Michigan War Studies Review
Reviews, surveys, original essays, and commentary in the field of military studies.
2022-099
20 Feb. 2022
Review by Grant T. Harward, US Army Center of Military History
The Spanish Blue Division on the Eastern Front, 1941–1945: War, Occupation, Memory
By Xosé Núñez Seixas
Trans. A. Blanch, D. Blanch, and C. Patterson. Toronto: Univ. of Toronto Press, 2022. Pp. 368. ISBN 978–1–4875–4165–1.
Descriptors: Volume 2022, 20th Century, Eastern Front, World War II, Spain Print Version

The Eastern Front of World War II is usually depicted as a titanic clash between National Socialist Germany and Soviet Russia. In fact, neither opponent was monolithic, relying on, respectively, Axis allies from across Europe, and non-Slavic subjects from the Caucasus and Central Asia. The Nazi crusade against communism drew many Europeans to Adolf Hitler, who ordered his armies to fight a "war of annihilation" against Jews and communists in the USSR. The postwar revelation of the atrocities by the Nazi war machine in the East impugned the actions and motives of the soldiers of the other Axis allies. The passing decades only increased debates and controversies across Europe as the true scope of the horrors of the Eastern Front became clearer. Xosé M. Núñez Seixas's new book on the Spanish Blue Division (hereafter, SBD) may well be the definitive history of the Spanish soldiers who fought on the Eastern Front. It weaves together war, society, culture, and memory into an admirable historical tapestry.


Núñez Seixas (Univ. of Santiago de Compostela) poses many questions, but his chief concern is with the motives of the Spanish soldiers. Consequently, he adopts the perspective of "New Military History" (or "War and Society") to "update and enrich current debates" (9). Some 47,000 soldiers (plus a few airmen and sailors) served in the SBD and 5,000 died on the Eastern Front. A vast amount has been written about the SBD in Spanish, but mostly in the genre of commemoration. Much of the professional history of Spain during the Second World War focuses on diplomacy, culture, and economics. The official postwar narrative was that the SBD was the "blood price" Francoist Spain paid Nazi Germany to remain neutral (6). Anglophone histories of the Spanish role in World War II tend to concentrate on high-level relations between the Spanish and Germans. Seixas now offers a fresh, in-depth look at the volunteers who left Spain to fight in the USSR.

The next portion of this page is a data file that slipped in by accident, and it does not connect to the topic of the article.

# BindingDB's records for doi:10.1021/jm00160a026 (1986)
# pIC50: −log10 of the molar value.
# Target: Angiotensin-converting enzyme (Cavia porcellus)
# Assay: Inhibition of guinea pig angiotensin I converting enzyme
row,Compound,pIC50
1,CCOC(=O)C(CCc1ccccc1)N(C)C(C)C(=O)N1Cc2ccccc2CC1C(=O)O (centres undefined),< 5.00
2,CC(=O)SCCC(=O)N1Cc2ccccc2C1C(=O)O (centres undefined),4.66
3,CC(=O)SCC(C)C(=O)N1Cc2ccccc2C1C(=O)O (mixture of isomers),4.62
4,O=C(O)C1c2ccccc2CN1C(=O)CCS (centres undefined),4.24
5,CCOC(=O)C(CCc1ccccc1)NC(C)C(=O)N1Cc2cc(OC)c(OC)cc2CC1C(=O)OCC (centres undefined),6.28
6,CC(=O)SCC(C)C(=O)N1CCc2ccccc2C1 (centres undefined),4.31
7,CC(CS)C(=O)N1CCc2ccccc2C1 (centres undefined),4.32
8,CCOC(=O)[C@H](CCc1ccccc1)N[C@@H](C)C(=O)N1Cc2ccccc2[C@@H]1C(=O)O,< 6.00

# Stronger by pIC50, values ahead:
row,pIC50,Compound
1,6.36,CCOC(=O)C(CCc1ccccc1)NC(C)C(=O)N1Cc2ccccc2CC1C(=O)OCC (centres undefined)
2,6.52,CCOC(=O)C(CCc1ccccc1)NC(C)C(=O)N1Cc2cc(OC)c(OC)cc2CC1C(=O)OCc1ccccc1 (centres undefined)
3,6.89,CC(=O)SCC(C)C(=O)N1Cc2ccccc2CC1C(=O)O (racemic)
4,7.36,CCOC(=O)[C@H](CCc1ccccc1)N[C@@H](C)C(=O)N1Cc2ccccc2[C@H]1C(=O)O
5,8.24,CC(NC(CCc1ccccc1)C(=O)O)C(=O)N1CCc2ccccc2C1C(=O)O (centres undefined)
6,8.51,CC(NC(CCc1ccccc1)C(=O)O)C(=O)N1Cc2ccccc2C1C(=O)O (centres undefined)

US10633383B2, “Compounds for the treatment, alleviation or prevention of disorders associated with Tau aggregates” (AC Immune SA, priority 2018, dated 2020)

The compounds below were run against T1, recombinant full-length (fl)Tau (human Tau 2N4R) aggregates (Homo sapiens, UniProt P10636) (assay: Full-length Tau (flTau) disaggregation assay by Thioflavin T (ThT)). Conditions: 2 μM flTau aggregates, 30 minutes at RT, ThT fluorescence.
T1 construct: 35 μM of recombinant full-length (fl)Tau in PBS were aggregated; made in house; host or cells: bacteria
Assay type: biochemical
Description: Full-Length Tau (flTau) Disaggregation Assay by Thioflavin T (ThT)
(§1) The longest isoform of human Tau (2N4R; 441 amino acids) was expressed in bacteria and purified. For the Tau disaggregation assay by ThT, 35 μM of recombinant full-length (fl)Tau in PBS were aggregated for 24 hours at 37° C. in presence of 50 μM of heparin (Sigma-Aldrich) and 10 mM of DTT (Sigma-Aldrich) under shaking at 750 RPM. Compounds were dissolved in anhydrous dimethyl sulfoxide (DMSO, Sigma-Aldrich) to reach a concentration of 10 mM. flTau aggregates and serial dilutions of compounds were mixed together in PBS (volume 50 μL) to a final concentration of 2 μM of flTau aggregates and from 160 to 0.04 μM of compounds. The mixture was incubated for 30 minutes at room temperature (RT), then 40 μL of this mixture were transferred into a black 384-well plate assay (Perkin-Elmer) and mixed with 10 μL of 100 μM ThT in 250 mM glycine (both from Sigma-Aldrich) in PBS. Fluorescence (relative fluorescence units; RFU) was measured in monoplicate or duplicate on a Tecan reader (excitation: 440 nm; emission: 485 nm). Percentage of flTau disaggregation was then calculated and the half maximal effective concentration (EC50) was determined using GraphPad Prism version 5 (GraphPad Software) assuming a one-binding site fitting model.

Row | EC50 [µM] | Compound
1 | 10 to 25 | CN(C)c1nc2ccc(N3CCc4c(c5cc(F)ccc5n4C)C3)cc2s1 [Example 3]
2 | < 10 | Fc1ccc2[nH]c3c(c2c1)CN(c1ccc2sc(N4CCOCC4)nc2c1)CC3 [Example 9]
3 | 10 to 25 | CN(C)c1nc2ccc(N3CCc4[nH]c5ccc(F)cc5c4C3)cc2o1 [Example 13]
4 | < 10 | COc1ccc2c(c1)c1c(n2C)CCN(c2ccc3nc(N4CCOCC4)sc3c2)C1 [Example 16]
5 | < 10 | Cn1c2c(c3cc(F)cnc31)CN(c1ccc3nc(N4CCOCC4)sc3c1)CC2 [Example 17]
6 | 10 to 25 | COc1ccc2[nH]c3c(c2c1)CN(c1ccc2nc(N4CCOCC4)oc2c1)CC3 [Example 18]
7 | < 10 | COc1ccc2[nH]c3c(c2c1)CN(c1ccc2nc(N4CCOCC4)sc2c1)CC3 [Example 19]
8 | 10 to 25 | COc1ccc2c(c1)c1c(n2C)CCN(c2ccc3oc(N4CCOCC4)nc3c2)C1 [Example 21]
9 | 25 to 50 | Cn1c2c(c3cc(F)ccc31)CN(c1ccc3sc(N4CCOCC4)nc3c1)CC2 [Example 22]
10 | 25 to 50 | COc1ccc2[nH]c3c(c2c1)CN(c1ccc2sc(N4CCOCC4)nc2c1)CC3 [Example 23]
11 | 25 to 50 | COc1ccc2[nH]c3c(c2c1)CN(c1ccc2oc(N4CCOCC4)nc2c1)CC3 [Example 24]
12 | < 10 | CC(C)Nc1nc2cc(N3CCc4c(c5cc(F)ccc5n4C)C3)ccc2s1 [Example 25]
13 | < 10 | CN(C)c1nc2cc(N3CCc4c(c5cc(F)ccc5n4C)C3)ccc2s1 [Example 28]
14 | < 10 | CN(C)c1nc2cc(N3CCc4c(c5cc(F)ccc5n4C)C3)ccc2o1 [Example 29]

The book features an introduction, six thematic chapters, and a conclusion. The chapters address in turn: (a) motivations of volunteers, (b) deployment from Spain to the Baltic region starting in July 1941, (c) fighting on the front near Leningrad, (d) occupation practices, (e) diehards who chose to keep fighting with the Wehrmacht after the SBD was withdrawn (Oct. 1943), and (f) the memory of the Spanish experience on the Eastern Front in Francoist Spain. The dense chapters contain many engaging details, valuable insights, and myth-busting arguments. The book deftly clarifies the complex historiographies needed to contextualize the SBD within the wider conflict.

The Spanish Civil War was certainly complex and confusing, but readers will learn which groups (fascist, military, religious, etc.) were the main source of the SBD's manpower. The author's examination of the armies of independent Axis states (Finland, Romania, Italy, Hungary) and the volunteers recruited from Western Europe under Nazi occupation allows him to compare Spanish soldiers with other Axis troops. Of course, he addresses the myth of the "clean Wehrmacht, " making his study a transnational history that adds weight to its conclusions.

Núñez Sexias shows the SBD to have been highly motivated: a single division of Spanish volunteers was more ideologically committed than Axis armies of many divisions of draftees. The SBD resembled units of Western Europeans who volunteered to fight in the Waffen-SS. Although Spanish fascists were a small minority in the ranks, they shaped the unit's culture. Moreover, while the rest volunteered for diverse reasons—careerism, social pressure, adventure, youth, war fever, political rehabilitation, unemployment—Spanish volunteers generally shared nationalist, religious, and anti-communist views due to the USSR's role in the Spanish Civil War.

Antisemitism was present but not potent, racism common but not extreme. As a result, Spanish soldiers were less brutal toward Jews and Slavs in the Soviet Union. Núñez Sexias emphasizes, however, that the SBD arrived after most of the Jews in the region had been murdered by German troops and Baltic collaborators; in addition, it was assigned to a fairly quiet part of the front with few partisans. Hence, the timing, location, static frontline, and nature of the partisan movement limited Spanish troops' participation in the more horrific aspects of service on the Eastern Front. Thus, the SBD's conduct fell "somewhere between the 'clean Blue Division' legend … and the general characteristics that apply to most German Wehrmacht troops" on the Eastern Front (240).

The Spanish Blue Division on the Eastern Front makes for compelling reading. Readers get a good sense of the Spanish soldiers' motivations and worldview, their life on the Eastern Front, and how they were perceived by German, Jewish, Polish, and Soviet observers. This accessible book[1] should be read by anyone interested in modern Spain, the Eastern Front, Axis allies, or soldier motivation.

[1] Kudos to its translators.

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